• Minor leakage from the pump will not create external oil leaks.
  • Both banks of cylinders are supplied oil through one (1) pump outlet.
IPR (Injection Control Pressure Regulator) & ICP (Injection Control Pressure Sensor)
  • The IPR and ICP are both installed into the high pressure pump cover, beneath the turbocharger turbine inlet pipe.
High Pressure Oil with AWA Feature
  • The high pressure oil rail has special AWA (Acoustic Wave Attenuation) features to dampen hydraulic noises.
  • To accomplish this, an AWA fitting is placed in the center of the high pressure oil rail and two specially designed end caps are used.
Fuel Injector Features
  • The injector uses two (2) 48 volt 20 amp coils to control a spool valve that directs oil flow in and out of the injector.
  • The injector coils are turned on for approximately 800 µsec (micro second or millionth of a second.
  • No special tools are needed to remove the injectors from their bore.  The injector is slowly removed from its bore by removing the hold down clamp bolt.
Injector & O-rings
  • The injector has two (2) replaceable o-rings on the outside of the body, one (1) internal non-replaceable o-ring in the top of the injector, and one (1) replaceable copper combustion gasket on the tip of the injector.
  • The injector's two (2) coils have a single four (4) pin connector that passes through the rocker arm carrier.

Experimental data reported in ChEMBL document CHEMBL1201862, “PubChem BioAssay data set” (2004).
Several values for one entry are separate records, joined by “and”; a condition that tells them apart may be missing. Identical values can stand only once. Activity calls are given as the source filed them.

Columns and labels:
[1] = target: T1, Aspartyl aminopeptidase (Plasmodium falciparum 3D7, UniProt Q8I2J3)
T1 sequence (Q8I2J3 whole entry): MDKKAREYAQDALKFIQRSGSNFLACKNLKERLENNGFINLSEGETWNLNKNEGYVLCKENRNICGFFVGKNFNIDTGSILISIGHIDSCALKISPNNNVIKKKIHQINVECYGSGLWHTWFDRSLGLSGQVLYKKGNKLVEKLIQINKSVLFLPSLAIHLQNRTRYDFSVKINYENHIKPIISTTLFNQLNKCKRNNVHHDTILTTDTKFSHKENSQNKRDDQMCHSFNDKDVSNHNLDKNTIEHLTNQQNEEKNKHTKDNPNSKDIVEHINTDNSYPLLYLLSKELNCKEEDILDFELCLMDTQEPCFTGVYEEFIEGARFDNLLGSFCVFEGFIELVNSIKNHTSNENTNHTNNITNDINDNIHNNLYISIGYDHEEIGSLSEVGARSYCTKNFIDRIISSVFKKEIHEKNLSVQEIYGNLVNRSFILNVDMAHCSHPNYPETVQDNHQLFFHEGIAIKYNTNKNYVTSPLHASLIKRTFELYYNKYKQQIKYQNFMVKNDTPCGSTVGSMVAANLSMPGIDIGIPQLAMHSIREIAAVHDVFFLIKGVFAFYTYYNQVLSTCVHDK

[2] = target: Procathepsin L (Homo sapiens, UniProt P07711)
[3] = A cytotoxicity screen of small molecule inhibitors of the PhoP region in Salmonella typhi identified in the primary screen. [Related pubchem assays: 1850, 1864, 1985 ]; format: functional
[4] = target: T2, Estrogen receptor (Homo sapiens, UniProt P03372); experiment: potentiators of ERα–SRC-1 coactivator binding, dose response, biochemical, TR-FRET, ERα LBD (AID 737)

Injector Coils & Spool Valve
  • There is an open coil and a close coil on the injector that moves the spool valve from side to side using magnetic force.
  • The spool valve has two positions; when the valve is in the open position, it allows oil to flow from the high pressure oil rail into the injector.
  • When the valve is in the closed position, it allows oil to drain from the injector back to the crankcase.
  • The total movement of the valve is only .017".
Intensifier Piston
  • When the spool valve is in the open position, high pressure oil is allowed to enter the injector and pushes the intensifier piston and plunger downward.
  • Since the intensifier piston is 7.1 times greater in surface area than the plunger, the injection force is also 7.1 times greater at the plunger than what the injection control pressure (ICP) is.
Plunger & Barrel
  • The bottom of plunger and barrel of the injector is where the fuel injection pressure is built.
  • When the plunger is pushed downward by the intensifier piston, it increases the fuel pressure in the barrel 7.1 times that of the ICP pressure.
  • The plunger is coated with a tungsten carbide coating to reduce the possibility of scuffing and poor performance.
Injection Nozzle
  • The injection nozzle needle is an inwardly opening type which lifts off its seat when pressure overcomes the VOP (Valve Opening Pressure) of approximately 3100 psi.